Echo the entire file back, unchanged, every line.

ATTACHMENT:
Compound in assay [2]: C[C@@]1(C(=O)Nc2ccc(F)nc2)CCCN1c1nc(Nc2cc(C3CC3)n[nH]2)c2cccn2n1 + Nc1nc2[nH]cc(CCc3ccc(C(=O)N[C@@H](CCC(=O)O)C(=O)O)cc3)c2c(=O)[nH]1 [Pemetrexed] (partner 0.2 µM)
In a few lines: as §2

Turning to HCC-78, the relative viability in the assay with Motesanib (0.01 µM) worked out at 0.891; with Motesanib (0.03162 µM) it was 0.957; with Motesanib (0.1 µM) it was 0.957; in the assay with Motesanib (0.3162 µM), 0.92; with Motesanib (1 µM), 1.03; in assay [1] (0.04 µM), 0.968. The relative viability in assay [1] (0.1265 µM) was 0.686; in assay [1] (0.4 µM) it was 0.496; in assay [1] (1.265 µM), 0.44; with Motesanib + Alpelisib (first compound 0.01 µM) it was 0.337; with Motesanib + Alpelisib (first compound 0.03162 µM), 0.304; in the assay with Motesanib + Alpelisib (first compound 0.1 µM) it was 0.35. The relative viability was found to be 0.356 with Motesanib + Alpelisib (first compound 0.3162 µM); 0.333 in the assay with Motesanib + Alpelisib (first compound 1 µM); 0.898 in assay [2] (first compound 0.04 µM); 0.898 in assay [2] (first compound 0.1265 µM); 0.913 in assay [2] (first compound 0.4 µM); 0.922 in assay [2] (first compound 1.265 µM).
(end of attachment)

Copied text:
Compound in assay [2]: C[C@@]1(C(=O)Nc2ccc(F)nc2)CCCN1c1nc(Nc2cc(C3CC3)n[nH]2)c2cccn2n1 + Nc1nc2[nH]cc(CCc3ccc(C(=O)N[C@@H](CCC(=O)O)C(=O)O)cc3)c2c(=O)[nH]1 [Pemetrexed] (partner 0.2 µM)
In a few lines: as §2

Turning to HCC-78, the relative viability in the assay with Motesanib (0.01 µM) worked out at 0.891; with Motesanib (0.03162 µM) it was 0.957; with Motesanib (0.1 µM) it was 0.957; in the assay with Motesanib (0.3162 µM), 0.92; with Motesanib (1 µM), 1.03; in assay [1] (0.04 µM), 0.968. The relative viability in assay [1] (0.1265 µM) was 0.686; in assay [1] (0.4 µM) it was 0.496; in assay [1] (1.265 µM), 0.44; with Motesanib + Alpelisib (first compound 0.01 µM) it was 0.337; with Motesanib + Alpelisib (first compound 0.03162 µM), 0.304; in the assay with Motesanib + Alpelisib (first compound 0.1 µM) it was 0.35. The relative viability was found to be 0.356 with Motesanib + Alpelisib (first compound 0.3162 µM); 0.333 in the assay with Motesanib + Alpelisib (first compound 1 µM); 0.898 in assay [2] (first compound 0.04 µM); 0.898 in assay [2] (first compound 0.1265 µM); 0.913 in assay [2] (first compound 0.4 µM); 0.922 in assay [2] (first compound 1.265 µM).